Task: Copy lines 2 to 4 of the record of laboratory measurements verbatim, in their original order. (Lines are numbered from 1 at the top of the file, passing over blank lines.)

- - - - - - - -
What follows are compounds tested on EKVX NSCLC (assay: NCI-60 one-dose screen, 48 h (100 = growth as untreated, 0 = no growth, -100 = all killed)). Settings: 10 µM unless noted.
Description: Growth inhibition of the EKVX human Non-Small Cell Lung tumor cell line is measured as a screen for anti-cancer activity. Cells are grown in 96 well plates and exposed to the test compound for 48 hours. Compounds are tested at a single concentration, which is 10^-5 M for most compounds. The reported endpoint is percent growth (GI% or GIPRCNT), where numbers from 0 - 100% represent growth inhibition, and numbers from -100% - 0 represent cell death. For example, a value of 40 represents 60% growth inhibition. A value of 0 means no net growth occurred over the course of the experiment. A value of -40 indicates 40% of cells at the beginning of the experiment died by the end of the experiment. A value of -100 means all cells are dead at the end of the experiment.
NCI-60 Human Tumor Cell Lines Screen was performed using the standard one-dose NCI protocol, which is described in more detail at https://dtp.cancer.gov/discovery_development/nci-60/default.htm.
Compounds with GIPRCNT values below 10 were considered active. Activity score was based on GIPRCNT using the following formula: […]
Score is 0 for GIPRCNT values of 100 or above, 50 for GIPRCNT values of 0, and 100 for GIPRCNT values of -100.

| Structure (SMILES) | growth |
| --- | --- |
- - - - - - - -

Description: Growth inhibition of the EKVX human Non-Small Cell Lung tumor cell line is measured as a screen for anti-cancer activity. Cells are grown in 96 well plates and exposed to the test compound for 48 hours. Compounds are tested at a single concentration, which is 10^-5 M for most compounds. The reported endpoint is percent growth (GI% or GIPRCNT), where numbers from 0 - 100% represent growth inhibition, and numbers from -100% - 0 represent cell death. For example, a value of 40 represents 60% growth inhibition. A value of 0 means no net growth occurred over the course of the experiment. A value of -40 indicates 40% of cells at the beginning of the experiment died by the end of the experiment. A value of -100 means all cells are dead at the end of the experiment.
NCI-60 Human Tumor Cell Lines Screen was performed using the standard one-dose NCI protocol, which is described in more detail at https://dtp.cancer.gov/discovery_development/nci-60/default.htm.
Compounds with GIPRCNT values below 10 were considered active. Activity score was based on GIPRCNT using the following formula: […]